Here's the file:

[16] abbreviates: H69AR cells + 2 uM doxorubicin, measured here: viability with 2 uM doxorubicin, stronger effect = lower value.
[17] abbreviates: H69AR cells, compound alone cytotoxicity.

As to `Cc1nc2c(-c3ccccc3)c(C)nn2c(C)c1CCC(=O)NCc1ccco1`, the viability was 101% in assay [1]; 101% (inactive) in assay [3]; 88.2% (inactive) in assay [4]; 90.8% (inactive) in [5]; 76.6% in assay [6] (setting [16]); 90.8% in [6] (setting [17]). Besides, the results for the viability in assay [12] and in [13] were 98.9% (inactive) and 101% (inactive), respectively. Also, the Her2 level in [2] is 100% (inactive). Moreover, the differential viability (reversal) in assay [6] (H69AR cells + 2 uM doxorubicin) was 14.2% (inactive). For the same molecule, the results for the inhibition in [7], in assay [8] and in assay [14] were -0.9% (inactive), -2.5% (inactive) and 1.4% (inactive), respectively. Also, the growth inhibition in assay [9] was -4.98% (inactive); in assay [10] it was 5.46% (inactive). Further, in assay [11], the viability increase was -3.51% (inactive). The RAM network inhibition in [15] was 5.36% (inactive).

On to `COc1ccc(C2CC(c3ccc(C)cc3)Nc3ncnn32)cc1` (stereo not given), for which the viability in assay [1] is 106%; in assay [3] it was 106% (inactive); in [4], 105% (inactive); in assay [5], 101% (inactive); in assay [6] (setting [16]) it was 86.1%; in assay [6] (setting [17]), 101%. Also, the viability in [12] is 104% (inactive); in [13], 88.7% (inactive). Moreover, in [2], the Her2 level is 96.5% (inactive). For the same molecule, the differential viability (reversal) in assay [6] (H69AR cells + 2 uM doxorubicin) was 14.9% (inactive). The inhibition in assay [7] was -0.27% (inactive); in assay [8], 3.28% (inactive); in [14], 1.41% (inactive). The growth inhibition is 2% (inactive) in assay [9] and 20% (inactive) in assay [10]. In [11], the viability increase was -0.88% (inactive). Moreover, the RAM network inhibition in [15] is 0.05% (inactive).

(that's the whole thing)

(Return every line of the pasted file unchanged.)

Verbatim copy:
[16] abbreviates: H69AR cells + 2 uM doxorubicin, measured here: viability with 2 uM doxorubicin, stronger effect = lower value.
[17] abbreviates: H69AR cells, compound alone cytotoxicity.

As to `Cc1nc2c(-c3ccccc3)c(C)nn2c(C)c1CCC(=O)NCc1ccco1`, the viability was 101% in assay [1]; 101% (inactive) in assay [3]; 88.2% (inactive) in assay [4]; 90.8% (inactive) in [5]; 76.6% in assay [6] (setting [16]); 90.8% in [6] (setting [17]). Besides, the results for the viability in assay [12] and in [13] were 98.9% (inactive) and 101% (inactive), respectively. Also, the Her2 level in [2] is 100% (inactive). Moreover, the differential viability (reversal) in assay [6] (H69AR cells + 2 uM doxorubicin) was 14.2% (inactive). For the same molecule, the results for the inhibition in [7], in assay [8] and in assay [14] were -0.9% (inactive), -2.5% (inactive) and 1.4% (inactive), respectively. Also, the growth inhibition in assay [9] was -4.98% (inactive); in assay [10] it was 5.46% (inactive). Further, in assay [11], the viability increase was -3.51% (inactive). The RAM network inhibition in [15] was 5.36% (inactive).

On to `COc1ccc(C2CC(c3ccc(C)cc3)Nc3ncnn32)cc1` (stereo not given), for which the viability in assay [1] is 106%; in assay [3] it was 106% (inactive); in [4], 105% (inactive); in assay [5], 101% (inactive); in assay [6] (setting [16]) it was 86.1%; in assay [6] (setting [17]), 101%. Also, the viability in [12] is 104% (inactive); in [13], 88.7% (inactive). Moreover, in [2], the Her2 level is 96.5% (inactive). For the same molecule, the differential viability (reversal) in assay [6] (H69AR cells + 2 uM doxorubicin) was 14.9% (inactive). The inhibition in assay [7] was -0.27% (inactive); in assay [8], 3.28% (inactive); in [14], 1.41% (inactive). The growth inhibition is 2% (inactive) in assay [9] and 20% (inactive) in assay [10]. In [11], the viability increase was -0.88% (inactive). Moreover, the RAM network inhibition in [15] is 0.05% (inactive).